The goal of Step Two is to determine whether you’ve either lost control of the brand – or whether you never had control of it in the first place. So an honest assessment is in order. You need to be brutally honest with yourself. The question is NOT what you think your brand represents…the question is what the market thinks your brand is all about. Be quick to seek input – input from employees, from customers, from suppliers, from rivals, from everyone. Ask open-ended questions and do not “lead the witness.” You are NOT seeking friends who will tell you what they think you want to hear – you are seeking brutally honest feedback.
The approach you’ll take to rectify the situation is different for a brand that is fundamentally solid but suffers from inattentive branding initiatives – as opposed to a brand that never really gained traction because the basic brand proposition didn’t resonate with the market.
STEP THREE: Create an Action Plan to Position and Promote Your Brand
In this step, it is time to assemble your plan of attack to proactively and forcefully position and promote your brand. No matter what type of business you are – branding needs to be a part of your overall marketing strategy. To gain…and maintain…control of your branding, you must consistently engage in actions that reinforce your brand proposition. You may want to consider professional help with this phase, but if you are marketing savvy, you can do it yourself.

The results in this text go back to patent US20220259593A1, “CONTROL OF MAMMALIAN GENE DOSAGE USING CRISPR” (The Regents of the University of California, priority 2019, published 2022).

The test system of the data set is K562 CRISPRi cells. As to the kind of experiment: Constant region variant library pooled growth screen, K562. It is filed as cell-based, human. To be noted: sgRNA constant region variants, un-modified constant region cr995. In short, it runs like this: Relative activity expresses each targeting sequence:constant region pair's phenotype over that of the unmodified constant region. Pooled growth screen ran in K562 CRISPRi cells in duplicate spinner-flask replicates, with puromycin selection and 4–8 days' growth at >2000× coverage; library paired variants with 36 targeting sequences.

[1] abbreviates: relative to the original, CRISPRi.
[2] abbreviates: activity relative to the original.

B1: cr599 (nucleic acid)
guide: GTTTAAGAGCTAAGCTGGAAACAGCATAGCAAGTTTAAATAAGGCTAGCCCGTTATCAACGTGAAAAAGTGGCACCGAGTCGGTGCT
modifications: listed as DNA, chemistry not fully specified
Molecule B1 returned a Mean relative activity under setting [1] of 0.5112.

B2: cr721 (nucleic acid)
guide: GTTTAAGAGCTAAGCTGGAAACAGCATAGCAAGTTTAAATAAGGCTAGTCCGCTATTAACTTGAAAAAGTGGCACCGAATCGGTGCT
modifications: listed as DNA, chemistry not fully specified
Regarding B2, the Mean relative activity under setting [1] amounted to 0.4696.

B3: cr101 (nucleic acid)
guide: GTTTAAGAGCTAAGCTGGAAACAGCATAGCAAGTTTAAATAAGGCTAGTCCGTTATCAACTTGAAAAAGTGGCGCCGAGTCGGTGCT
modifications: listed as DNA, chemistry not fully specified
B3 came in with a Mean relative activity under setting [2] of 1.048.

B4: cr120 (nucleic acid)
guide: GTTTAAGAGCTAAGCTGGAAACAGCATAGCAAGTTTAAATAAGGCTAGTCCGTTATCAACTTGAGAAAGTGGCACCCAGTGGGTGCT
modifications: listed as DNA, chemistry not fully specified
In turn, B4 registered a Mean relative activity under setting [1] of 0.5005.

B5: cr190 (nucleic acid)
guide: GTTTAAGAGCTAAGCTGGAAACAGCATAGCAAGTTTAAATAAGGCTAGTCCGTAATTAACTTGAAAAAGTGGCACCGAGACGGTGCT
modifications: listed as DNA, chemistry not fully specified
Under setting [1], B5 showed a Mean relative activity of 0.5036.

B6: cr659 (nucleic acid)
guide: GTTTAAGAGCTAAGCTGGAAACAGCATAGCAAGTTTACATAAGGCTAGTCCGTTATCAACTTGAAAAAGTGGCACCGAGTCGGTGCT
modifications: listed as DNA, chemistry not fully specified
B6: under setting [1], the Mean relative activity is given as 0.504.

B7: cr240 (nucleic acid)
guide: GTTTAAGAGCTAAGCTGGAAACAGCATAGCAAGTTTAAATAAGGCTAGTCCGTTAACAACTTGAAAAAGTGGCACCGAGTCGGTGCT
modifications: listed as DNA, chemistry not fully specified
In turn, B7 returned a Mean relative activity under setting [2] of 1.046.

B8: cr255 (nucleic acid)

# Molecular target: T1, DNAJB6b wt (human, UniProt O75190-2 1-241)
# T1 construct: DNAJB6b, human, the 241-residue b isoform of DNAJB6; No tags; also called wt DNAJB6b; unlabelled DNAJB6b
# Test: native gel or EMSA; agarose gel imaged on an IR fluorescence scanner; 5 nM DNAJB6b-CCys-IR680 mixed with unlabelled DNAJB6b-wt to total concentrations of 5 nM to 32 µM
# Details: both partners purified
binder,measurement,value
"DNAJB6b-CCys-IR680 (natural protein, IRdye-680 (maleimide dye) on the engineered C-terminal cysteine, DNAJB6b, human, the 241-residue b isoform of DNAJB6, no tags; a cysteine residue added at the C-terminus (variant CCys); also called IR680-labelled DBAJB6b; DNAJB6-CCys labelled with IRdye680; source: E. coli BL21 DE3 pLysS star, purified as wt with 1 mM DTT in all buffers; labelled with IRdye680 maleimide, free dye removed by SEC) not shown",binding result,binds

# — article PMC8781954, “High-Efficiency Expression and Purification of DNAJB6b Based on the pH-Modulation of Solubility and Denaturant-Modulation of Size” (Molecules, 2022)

After you’ve determined what the top attributes are you want to communicate about your brand to the market – it’s time to create a plan for where and how you’ll do that. Marketing theory today dictates an “integrated” strategy that balances initiatives between three key forms of media:
- Owned Media – Websites, blogs, company pages on social media, any whitepapers you’ve created, eBooks, videos, landing pages, etc.
- Paid Media – Traditional (magazine ads, newspaper, radio, TV), and digital (display ads, social media ads, SEM, PPC, retargeting, etc.)
- Earned Media – Media coverage, social media “likes” & “shares,” “UGC” (user generated content), blogger mentions/coverage, online reviews, etc.
The key to branding success is to devise a plan that leverages each of the above mentioned media. The top strategy today is to create quality content, publish it to your owned media, share it via email and social media…all to attract and engage customers and prospects, convert them to sales…and, finally, retain them over the long haul.
There is no one way or one formula for success – but if you create quality materials on a consistent basis, you will likely attract and engage customers who will have a deeper understanding of what your brand and your company is all about.
STEP FOUR: At a Set Time in the Future, Review Results and Refine the Plan
After you’ve selected your plan and begin to implement it, be aware that you must give the program time to work. If all goes well, you’ll see your earned media take off, helping drive interest in your brand and engagement with interested customers and prospects.
But set a deadline for a program review…say a year or at least six months in the future. The beauty of digital marketing is that there is lots of data that you can use to see the effectiveness of your efforts. When you hit the target date, stop and review the program. Be prepared to either recommit to it, or to refine it.